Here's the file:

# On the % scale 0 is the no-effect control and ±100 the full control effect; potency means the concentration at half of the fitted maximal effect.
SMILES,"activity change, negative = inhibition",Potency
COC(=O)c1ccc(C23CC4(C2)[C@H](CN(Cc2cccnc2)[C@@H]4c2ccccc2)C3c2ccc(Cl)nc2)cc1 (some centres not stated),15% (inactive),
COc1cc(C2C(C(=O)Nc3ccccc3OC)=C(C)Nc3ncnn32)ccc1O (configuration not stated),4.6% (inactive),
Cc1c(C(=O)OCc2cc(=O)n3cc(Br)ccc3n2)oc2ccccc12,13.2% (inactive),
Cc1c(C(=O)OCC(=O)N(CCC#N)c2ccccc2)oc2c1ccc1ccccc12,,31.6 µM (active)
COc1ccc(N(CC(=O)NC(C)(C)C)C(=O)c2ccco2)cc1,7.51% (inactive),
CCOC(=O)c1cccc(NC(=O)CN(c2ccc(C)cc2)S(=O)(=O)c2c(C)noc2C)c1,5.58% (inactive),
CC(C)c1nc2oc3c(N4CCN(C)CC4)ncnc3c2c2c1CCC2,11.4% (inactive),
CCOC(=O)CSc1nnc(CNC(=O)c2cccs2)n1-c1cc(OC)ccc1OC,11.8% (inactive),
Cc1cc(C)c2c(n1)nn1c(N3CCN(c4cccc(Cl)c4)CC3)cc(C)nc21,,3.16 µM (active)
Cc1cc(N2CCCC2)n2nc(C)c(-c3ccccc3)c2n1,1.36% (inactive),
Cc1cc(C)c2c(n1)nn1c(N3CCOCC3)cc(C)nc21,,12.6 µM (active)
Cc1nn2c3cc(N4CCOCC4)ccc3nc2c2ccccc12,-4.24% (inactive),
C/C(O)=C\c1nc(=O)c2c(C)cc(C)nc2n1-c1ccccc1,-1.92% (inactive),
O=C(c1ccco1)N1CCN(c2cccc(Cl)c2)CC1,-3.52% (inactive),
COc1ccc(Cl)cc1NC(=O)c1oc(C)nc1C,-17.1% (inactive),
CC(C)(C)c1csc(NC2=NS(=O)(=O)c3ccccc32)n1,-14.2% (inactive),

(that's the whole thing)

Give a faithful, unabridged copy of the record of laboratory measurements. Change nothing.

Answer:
# On the % scale 0 is the no-effect control and ±100 the full control effect; potency means the concentration at half of the fitted maximal effect.
SMILES,"activity change, negative = inhibition",Potency
COC(=O)c1ccc(C23CC4(C2)[C@H](CN(Cc2cccnc2)[C@@H]4c2ccccc2)C3c2ccc(Cl)nc2)cc1 (some centres not stated),15% (inactive),
COc1cc(C2C(C(=O)Nc3ccccc3OC)=C(C)Nc3ncnn32)ccc1O (configuration not stated),4.6% (inactive),
Cc1c(C(=O)OCc2cc(=O)n3cc(Br)ccc3n2)oc2ccccc12,13.2% (inactive),
Cc1c(C(=O)OCC(=O)N(CCC#N)c2ccccc2)oc2c1ccc1ccccc12,,31.6 µM (active)
COc1ccc(N(CC(=O)NC(C)(C)C)C(=O)c2ccco2)cc1,7.51% (inactive),
CCOC(=O)c1cccc(NC(=O)CN(c2ccc(C)cc2)S(=O)(=O)c2c(C)noc2C)c1,5.58% (inactive),
CC(C)c1nc2oc3c(N4CCN(C)CC4)ncnc3c2c2c1CCC2,11.4% (inactive),
CCOC(=O)CSc1nnc(CNC(=O)c2cccs2)n1-c1cc(OC)ccc1OC,11.8% (inactive),
Cc1cc(C)c2c(n1)nn1c(N3CCN(c4cccc(Cl)c4)CC3)cc(C)nc21,,3.16 µM (active)
Cc1cc(N2CCCC2)n2nc(C)c(-c3ccccc3)c2n1,1.36% (inactive),
Cc1cc(C)c2c(n1)nn1c(N3CCOCC3)cc(C)nc21,,12.6 µM (active)
Cc1nn2c3cc(N4CCOCC4)ccc3nc2c2ccccc12,-4.24% (inactive),
C/C(O)=C\c1nc(=O)c2c(C)cc(C)nc2n1-c1ccccc1,-1.92% (inactive),
O=C(c1ccco1)N1CCN(c2cccc(Cl)c2)CC1,-3.52% (inactive),
COc1ccc(Cl)cc1NC(=O)c1oc(C)nc1C,-17.1% (inactive),
CC(C)(C)c1csc(NC2=NS(=O)(=O)c3ccccc32)n1,-14.2% (inactive),